‘Ah now, I’m sure your Pushmataha was a man to be reckoned with – a fierce fellow, no doubt. But Cuchulainn – he was sent straight from the gods. Do you know a man who could hit a ball far into the air and run so fast that he could catch it before it fell to the ground? Or a man who could kill the fiercest of beasts without a gun in his hand, nor a knife, nor a tomahawk for that matter? Or a man who could fight whole tribes of warriors for an entire day and walk away the victor? A man who could play tolik alone against a whole tribe of the best players the Choctaw’s could muster?’

This last point would enrage the boy’s uncle, as he was one of the most skilled tolik players in the tribe.

‘Now you insult me!’

‘No… no… no…’ Thomas would soothe. ‘I only mean to say that of my people Cuchulainn is the greatest of all warriors. My boy here is lucky to have such mighty fighters in his bloodline. With their skills coursing through him he himself could become the mightiest warrior of them all.’

Mishawaka would smile, nod his head and look closely at the little boy who stared wide-eyed at the two men before him.


Outside in the noon-day heat, Cyrus Bingley watched in dismay as Manero was tied to the punishment pole, stripped naked and beaten. Tuskogee then drew his hunting knife, the blade glinting in the bright afternoon light as several dozen pairs of eyes followed its movement. The old chief weaved it slowly in front of the Mexican’s face before placing it on the peddler’s quivering thigh. The sharp point nicked the tender flesh, causing Manero to yelp. A rivulet of blood slid slowly down his leg, which vibrated like a freshly plucked bowstring. Tuskogee grabbed the peddler’s balls – Bingley winced as an animal cry pierced the air. The chief flashed the knife in front of the man’s eyes.

‘You see that? Well it will make short work of this piece of useless meat I hold in my hand. Come here again and I’ll feed your balls to the dogs.’

Bingley couldn’t make out what the sobbing Mexican was saying, but it was safe to say that he got the message. Manero was strapped to his horse and run out of the village, the squaws and children chasing alongside in fits of laughter. Sticks and stones pelted the whiskey peddler from all sides, adding to the injuries he’d already sustained. His cries of pain were drowned beneath the neighing of the alarmed horse and the taunting of the crowd. Amid all the commotion and through the swirling dust kicked up by the horse’s hooves, Bingley could see a beautiful mane of dark glossy hair crowned with daisies, its owner giggling merrily as she hurled another clod of earth at the retreating Mexican.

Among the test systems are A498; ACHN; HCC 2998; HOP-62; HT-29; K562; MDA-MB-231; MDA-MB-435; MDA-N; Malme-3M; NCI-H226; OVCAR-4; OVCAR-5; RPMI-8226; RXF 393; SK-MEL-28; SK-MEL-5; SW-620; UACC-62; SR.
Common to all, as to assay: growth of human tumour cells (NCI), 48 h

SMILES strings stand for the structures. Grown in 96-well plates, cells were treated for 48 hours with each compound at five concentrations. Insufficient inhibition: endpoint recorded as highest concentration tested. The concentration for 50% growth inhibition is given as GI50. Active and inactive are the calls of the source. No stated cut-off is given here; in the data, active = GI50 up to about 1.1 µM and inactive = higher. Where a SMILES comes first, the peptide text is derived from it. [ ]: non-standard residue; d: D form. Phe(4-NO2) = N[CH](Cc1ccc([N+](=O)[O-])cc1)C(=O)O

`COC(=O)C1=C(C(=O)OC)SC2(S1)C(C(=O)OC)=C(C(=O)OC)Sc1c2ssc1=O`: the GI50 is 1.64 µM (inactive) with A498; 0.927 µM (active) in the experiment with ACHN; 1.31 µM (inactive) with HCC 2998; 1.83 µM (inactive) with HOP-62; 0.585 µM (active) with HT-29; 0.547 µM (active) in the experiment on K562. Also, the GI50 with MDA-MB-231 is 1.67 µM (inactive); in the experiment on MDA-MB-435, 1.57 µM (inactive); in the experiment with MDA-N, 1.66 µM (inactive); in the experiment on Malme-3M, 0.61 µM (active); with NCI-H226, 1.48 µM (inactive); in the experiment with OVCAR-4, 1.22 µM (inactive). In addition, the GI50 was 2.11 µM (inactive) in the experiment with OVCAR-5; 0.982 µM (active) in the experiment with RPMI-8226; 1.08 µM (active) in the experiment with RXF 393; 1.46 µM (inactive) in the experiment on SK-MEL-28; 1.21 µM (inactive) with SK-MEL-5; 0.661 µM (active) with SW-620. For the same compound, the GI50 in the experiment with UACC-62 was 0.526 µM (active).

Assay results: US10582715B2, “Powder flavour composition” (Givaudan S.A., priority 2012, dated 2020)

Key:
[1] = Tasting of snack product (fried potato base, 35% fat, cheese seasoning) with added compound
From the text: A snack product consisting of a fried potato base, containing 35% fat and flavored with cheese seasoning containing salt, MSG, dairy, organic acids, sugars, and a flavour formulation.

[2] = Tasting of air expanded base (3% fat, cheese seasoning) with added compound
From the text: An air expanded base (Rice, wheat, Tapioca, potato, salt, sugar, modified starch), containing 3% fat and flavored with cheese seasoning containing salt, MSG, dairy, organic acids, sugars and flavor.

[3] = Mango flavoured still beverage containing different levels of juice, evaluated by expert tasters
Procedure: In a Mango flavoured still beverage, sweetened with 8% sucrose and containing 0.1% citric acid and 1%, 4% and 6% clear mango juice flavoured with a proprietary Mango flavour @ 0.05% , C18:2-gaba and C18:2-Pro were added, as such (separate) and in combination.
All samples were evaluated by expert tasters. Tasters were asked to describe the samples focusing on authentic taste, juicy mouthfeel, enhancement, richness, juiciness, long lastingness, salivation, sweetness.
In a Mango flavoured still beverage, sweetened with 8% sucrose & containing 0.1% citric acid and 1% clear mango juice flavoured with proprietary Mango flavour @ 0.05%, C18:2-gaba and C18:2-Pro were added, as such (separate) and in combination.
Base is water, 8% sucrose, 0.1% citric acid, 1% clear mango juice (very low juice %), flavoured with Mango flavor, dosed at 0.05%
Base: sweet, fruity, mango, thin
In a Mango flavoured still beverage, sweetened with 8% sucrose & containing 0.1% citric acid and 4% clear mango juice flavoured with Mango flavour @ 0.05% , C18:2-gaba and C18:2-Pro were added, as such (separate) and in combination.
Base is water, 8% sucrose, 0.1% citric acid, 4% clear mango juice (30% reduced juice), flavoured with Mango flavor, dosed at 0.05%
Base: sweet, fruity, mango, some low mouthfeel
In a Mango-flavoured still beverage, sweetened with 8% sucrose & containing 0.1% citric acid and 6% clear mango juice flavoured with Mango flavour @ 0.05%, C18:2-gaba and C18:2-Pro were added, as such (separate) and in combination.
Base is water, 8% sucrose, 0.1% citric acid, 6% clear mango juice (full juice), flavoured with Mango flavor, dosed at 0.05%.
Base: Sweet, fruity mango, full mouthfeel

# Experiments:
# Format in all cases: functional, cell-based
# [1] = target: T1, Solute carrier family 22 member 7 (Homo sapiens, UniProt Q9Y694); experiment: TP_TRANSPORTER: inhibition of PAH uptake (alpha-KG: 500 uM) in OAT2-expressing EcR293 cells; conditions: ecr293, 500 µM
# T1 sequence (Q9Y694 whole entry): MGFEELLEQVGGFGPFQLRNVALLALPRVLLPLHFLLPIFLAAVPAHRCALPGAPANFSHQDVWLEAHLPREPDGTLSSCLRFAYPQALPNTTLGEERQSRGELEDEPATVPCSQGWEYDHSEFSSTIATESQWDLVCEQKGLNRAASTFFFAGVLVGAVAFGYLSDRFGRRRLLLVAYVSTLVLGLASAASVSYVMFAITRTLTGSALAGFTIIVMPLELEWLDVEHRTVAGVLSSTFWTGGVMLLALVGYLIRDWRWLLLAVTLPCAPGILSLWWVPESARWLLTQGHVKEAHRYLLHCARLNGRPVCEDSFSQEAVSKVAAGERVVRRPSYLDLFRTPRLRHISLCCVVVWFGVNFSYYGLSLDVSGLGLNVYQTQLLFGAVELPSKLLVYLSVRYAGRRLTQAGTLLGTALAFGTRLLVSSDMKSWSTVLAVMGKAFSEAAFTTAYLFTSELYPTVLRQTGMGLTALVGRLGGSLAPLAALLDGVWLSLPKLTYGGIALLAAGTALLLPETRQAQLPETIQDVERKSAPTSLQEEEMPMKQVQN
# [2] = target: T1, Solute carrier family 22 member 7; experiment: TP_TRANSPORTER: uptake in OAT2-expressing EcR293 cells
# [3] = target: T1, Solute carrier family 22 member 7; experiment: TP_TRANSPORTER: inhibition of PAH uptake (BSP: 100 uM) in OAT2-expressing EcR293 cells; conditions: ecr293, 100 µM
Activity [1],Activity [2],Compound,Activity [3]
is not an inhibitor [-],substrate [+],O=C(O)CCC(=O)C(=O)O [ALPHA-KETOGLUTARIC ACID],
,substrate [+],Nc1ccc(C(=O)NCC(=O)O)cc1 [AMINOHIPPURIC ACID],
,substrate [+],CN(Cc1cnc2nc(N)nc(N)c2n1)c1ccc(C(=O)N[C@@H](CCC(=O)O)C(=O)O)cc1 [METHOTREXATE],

He shook his head in despair. Sometimes he wondered whether he was making any progress educating these people in the ways of the Lord or was it all a waste of time.  Whatever the answer, he knew, though, that the Heavenly Father would reward him for his efforts. He thought of his days back on the family farm; the memories somehow helped whenever he harboured any doubts of his mission. Enrolling as one of the Almighty’s foot soldiers had been the greatest moment in Bingley’s life. His love of books and an inquisitive nature had propelled him from the family farm and into the city where, until his forty-second birthday, he had worked as an accounts clerk with Mason, Stockard and Bell, New England’s pre-eminent haberdashery store. A combination of itchy feet, religious fervour and the novels of James Fennimore Cooper had impelled him into missionary life and given him a desire to work among savages. This was proving to be a disappointing day for his congregation’s march towards righteousness, though, but he reminded himself that his Quaker testimony was to be a true apostle of Christ, and that meant shining His light into darkened corners.

He didn’t know it but his inroads with them were largely down to an accident of birth on his behalf. Simply put, the Choctaw had never seen anything like Cyrus Bingley before. Despite his best efforts, his genteel manner could not disguise the tough farming stock from which he came. Thickset – just like his father – with a barrel chest and short, hairy forearms, he didn’t look like your typical man of God. His clothes were those of the frontiersman, not the bible-basher. A blue check shirt and brown, corded trousers were his typical attire. Many whites who saw him took him for a passing logger. His appearance was topped off by a bald dome surrounded by a half moon mass of wild red hair that flicked across his scalp like flames licking at a log. The Choctaw, never having seen a bald man before, never mind one whose whole head seemed to be ablaze, called him Wisakchi Humma4. Intrigued enough by his appearance and his odd behaviour they let him stay. Blessed are the ways of the Lord.


[1] Choctaw for ‘hurry’

[2] Choctaw for the crane bird

[3] Choctaw for ‘broken arm’

[4] Weather Warrior  i.e. a warrior who predicts the weather

[5] walnut and meat dish

[6] Wolf

[7] The Walker

[8] Cotton

[9] Mishawaka – one raised in abundance

[10] Onalaska – To arrive wet. Thomas Nolan was given the name by Mishawaka on their first meeting, when the indian fished Nolan half drowned from the Tallahacthie River

[11] Wisakchi Humma – Red Top